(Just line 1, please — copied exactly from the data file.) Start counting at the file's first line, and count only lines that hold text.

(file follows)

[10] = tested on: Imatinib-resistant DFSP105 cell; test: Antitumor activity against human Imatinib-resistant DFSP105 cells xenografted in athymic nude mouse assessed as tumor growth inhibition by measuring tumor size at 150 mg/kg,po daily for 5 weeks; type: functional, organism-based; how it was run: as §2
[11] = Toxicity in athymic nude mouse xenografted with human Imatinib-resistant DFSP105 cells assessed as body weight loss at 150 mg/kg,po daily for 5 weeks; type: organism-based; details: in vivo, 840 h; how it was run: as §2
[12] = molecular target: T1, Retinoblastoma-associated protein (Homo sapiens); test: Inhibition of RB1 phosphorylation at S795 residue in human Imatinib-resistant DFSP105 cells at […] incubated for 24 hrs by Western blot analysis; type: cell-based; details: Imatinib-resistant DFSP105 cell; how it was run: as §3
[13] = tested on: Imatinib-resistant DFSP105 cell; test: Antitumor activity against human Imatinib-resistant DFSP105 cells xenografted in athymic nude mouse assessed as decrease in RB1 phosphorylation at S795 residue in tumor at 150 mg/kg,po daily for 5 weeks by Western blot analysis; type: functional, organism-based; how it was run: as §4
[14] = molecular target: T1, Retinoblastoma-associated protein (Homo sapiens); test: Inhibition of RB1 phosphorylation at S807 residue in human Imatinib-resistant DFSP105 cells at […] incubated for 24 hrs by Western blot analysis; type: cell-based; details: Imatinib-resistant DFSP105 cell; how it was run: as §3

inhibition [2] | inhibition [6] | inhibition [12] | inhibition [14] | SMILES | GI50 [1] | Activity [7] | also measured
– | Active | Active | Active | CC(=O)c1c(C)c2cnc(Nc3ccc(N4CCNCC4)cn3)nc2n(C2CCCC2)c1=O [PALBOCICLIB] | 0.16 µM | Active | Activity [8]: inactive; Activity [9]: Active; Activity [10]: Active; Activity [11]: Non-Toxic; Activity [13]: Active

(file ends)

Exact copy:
[10] = tested on: Imatinib-resistant DFSP105 cell; test: Antitumor activity against human Imatinib-resistant DFSP105 cells xenografted in athymic nude mouse assessed as tumor growth inhibition by measuring tumor size at 150 mg/kg,po daily for 5 weeks; type: functional, organism-based; how it was run: as §2